Wednesday, September 21, 2011

Vitolphilia and Vitology

Of all things, I was reading James V. Schall's The Life of the Mind: On the Joys and Travails of Thinking (Wilmington: ISI Books, 2003) this evening, an excellent read for anyone, young or old, who is interested in some guidance in the important human endeavor of disciplining the mind in its pursuit for truth. I have been reading a number of Schall's works recently, including the On the Unseriousness of Human Affairs, The Mind that is Catholic, and The Order of Things, all of which I recommend. In any event, I came across the following in his The Life of the Mind, and I thought I would share it with the group.

Vitolphilia on Cigar Box

This paragraph comes immediately following this venerable Jesuit professor's statement: "The adventure of knowing is our avenue to the adventure of being--to the being of all things that are." His point is that the mind is capax omnium, able to learn all manner of things, and that through learning things outside ourselves we learn about ourselves.
To take a rather amusing example of how many odd things we can know, let me ask, at random, what is a vitologist? Or better, what is vitolphilia? If we know our Greek suffixes, we know that "philia" means the love of something. At its highest meaning, as Aristotle tells us, it means the love of our friend; better, it means the mutual love of one another. But in this context, vitolphilia means the love of what? Well, I would never have heard of this obscure word had it not been for the fact that someone gave me for Christmas one of those daily throwaway calendars dedicated to--of all things--cigars. (Of course, I never smoke cigars myself without turning green in the process.) This puzzling word was just sitting around on my desk waiting for the right day to arrive--in this case, Wednesday, January 13, 1999. It turns out that the first part of the word vitolphilia refers to art work on cigar boxes or on the bands around cigars called vitolas. In fact, in Havana there is a large museum that displays the intricate art work, from the eighteenth century on, that has been devoted to adorning cigar bands and boxes. The world's leading vitologist is a man by the name of Dr. Orland Arteaga, president of the Cuba Vitolphilic Association. Is this, someone might ask, the most profound piece of information Schall ever learned? Well, of course not, but if I ever happento meet Fidel Castro or some other cigar aficionado, I will have something to talk about. It puts a new light on the cigar, so to speak,to realize that such intricate work goes into decorating the band and box.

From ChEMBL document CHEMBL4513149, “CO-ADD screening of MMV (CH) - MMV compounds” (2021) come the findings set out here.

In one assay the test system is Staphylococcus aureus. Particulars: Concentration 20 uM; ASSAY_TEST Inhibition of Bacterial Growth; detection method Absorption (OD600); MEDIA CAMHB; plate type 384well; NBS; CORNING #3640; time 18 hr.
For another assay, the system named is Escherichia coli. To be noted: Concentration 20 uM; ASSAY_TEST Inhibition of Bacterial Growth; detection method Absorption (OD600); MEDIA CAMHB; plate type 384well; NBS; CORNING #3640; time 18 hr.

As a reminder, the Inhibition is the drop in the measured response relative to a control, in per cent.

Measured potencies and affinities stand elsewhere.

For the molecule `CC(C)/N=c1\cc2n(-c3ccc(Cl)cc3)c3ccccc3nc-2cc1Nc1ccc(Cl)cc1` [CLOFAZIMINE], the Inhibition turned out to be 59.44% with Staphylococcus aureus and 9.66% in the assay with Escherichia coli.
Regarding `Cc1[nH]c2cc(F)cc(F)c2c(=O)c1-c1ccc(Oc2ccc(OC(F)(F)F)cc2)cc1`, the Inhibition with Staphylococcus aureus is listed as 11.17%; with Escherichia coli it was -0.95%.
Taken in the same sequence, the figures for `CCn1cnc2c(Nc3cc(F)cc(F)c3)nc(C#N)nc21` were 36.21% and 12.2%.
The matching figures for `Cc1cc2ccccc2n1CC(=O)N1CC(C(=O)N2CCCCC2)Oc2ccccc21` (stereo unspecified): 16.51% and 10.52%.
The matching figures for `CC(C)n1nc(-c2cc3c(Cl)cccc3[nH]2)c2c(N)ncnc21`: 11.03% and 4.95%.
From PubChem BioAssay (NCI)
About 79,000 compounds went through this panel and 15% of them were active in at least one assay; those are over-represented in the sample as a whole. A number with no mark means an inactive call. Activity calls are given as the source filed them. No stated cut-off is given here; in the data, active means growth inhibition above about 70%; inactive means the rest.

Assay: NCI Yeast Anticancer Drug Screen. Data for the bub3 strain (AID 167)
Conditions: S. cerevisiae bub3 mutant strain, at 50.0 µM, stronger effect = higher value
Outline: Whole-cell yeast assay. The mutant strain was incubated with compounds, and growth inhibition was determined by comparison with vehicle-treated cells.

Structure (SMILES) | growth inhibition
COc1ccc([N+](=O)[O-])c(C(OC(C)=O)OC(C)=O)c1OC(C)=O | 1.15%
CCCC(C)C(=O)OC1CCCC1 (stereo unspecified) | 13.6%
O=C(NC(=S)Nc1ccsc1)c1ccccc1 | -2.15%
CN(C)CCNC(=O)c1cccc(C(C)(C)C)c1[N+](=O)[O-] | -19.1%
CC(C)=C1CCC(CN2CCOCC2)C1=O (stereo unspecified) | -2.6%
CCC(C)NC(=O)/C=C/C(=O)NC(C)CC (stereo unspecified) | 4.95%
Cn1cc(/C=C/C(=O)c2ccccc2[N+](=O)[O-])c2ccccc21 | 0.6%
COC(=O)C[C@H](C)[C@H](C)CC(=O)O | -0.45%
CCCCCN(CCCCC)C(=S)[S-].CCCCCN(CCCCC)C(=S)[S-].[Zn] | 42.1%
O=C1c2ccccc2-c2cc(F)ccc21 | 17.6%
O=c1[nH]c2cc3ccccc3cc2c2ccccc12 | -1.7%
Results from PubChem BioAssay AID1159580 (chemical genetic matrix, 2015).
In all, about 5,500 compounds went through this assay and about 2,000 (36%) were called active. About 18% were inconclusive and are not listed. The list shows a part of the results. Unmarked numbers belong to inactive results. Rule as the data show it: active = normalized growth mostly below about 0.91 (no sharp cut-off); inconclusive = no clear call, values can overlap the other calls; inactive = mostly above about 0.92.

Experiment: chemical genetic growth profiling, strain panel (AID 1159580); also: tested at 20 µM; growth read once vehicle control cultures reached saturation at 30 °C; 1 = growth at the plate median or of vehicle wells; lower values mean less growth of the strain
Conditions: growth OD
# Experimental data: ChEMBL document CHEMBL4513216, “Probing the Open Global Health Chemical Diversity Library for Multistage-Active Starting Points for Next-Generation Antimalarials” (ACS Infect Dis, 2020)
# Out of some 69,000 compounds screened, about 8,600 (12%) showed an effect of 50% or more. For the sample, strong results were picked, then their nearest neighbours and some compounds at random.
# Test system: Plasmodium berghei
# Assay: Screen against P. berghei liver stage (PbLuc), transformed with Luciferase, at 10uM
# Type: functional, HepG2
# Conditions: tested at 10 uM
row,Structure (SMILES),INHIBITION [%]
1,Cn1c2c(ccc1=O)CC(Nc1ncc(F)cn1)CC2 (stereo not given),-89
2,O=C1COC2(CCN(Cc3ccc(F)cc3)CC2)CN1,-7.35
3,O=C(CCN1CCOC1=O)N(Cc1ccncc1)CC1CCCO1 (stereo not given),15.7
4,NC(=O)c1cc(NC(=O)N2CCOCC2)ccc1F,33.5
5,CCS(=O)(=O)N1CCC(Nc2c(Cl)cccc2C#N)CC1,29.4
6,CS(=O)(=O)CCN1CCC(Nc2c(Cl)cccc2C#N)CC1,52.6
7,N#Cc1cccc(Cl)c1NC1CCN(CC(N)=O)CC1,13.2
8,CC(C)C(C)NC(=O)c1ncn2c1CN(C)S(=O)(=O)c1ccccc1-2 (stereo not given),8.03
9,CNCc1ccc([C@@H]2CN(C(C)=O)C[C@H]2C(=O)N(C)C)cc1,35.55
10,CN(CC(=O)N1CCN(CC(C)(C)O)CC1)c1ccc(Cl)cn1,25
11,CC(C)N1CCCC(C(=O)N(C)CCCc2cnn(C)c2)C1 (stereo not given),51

(p. 11)

I do have three points to make. First, Fr. Schall has not been smoking good cigars if he has been turning green. Second, it is good that the intellectual life is not foreclosed to cigar smokers, and that cigar smoking and its culture are worthy of mention, even if tangentially, in a book on the intellectual life. Third, and this may be perverse, it is always gives me great pleasure to write legitimate words like vitolphilia, vitolphilic, vitolia, which draw the little read zigzag underline suggesting the words are misspelled. It gives me a chance to say, "How stupid you are computer. If you only knew what you don't know." And this is really quite an insight because Socrates said that he was the most intelligent Greek of his day not because of what he thought he knew, but because he knew that he did not know. Apology 21d. I suppose that's Schall's point: if we know that we do not know something it spurs our desire to try to learn it, and there are few topics, if indeed there are any, that can be exhausted by one mind.

Sampler of Vitolphilia

Happy smoking . . . and happy thinking.

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